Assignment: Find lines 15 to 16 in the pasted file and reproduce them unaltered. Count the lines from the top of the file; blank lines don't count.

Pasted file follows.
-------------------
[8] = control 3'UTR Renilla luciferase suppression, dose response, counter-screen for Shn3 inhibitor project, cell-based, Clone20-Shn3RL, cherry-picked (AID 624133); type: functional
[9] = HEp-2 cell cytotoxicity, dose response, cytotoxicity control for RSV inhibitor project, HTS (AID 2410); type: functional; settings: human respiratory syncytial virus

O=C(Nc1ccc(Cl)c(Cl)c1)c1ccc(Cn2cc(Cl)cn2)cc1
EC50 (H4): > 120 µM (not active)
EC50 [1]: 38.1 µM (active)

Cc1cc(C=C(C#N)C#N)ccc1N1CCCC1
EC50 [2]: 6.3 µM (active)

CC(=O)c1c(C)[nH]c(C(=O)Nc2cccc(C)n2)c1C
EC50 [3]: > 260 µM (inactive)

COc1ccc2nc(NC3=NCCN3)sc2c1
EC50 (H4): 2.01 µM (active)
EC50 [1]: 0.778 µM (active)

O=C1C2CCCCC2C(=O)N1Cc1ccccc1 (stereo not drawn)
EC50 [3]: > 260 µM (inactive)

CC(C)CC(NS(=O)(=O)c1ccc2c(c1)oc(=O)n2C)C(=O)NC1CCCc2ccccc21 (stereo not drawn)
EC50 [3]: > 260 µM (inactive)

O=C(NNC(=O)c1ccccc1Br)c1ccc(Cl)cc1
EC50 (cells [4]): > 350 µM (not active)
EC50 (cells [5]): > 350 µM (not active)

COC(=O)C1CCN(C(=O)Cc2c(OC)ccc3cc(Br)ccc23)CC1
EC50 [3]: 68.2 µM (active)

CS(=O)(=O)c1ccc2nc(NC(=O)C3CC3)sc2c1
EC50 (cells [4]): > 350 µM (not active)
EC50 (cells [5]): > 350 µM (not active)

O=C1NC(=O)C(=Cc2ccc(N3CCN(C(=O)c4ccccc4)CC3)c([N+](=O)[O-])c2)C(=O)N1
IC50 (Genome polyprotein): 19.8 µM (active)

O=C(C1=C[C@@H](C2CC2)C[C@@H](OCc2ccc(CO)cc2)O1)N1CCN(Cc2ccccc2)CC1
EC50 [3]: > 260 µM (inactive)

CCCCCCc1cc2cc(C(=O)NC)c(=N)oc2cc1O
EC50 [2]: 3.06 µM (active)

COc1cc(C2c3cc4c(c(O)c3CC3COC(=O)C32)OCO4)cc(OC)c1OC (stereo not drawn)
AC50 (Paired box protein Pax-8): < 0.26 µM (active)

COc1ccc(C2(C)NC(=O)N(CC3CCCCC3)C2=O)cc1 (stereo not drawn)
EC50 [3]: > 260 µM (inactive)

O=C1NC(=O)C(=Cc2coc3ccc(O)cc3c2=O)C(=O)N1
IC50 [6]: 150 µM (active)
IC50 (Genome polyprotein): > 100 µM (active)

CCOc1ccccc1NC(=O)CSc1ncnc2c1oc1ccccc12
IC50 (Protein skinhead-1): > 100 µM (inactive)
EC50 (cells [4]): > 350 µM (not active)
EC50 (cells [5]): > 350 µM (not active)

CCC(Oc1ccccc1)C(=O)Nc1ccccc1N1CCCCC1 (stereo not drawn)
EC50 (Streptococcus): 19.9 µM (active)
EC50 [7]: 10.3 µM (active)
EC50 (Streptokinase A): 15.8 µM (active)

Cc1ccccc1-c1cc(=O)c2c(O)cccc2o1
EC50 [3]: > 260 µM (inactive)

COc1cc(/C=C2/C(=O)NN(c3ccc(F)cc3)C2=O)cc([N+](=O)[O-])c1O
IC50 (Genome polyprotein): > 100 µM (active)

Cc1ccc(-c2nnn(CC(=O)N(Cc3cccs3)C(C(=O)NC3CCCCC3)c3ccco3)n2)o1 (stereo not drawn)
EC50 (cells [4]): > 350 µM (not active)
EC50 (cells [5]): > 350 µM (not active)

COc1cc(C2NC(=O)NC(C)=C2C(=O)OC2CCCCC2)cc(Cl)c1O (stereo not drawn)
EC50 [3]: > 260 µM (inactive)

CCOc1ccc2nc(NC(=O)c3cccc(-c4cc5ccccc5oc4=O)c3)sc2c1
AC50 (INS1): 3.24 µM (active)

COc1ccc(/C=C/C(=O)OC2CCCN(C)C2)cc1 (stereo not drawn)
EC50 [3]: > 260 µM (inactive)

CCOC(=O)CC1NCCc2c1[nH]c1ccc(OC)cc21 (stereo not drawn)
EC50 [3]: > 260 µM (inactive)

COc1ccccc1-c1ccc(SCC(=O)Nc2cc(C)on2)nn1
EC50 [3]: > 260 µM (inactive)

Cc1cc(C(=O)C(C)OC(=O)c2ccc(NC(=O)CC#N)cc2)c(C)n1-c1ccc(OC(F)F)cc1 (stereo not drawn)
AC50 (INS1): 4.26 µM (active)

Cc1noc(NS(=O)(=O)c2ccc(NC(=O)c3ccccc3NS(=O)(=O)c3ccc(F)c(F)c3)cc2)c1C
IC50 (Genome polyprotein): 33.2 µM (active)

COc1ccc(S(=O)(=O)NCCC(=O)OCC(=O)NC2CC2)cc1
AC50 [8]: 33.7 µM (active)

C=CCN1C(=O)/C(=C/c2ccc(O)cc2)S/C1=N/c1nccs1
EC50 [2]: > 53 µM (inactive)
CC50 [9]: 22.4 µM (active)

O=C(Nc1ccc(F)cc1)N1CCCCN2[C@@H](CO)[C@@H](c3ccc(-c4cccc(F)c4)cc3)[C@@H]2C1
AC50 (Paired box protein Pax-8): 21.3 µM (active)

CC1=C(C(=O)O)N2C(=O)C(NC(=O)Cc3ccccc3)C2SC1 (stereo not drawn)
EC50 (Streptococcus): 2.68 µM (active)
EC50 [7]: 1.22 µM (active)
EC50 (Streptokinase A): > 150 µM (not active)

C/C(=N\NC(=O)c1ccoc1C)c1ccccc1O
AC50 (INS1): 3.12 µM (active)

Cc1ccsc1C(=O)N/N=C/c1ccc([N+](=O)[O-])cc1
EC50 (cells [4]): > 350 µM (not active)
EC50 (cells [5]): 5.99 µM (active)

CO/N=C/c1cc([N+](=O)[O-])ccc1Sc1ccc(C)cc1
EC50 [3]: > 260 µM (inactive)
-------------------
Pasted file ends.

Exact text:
CC(C)CC(NS(=O)(=O)c1ccc2c(c1)oc(=O)n2C)C(=O)NC1CCCc2ccccc21 (stereo not drawn)
EC50 [3]: > 260 µM (inactive)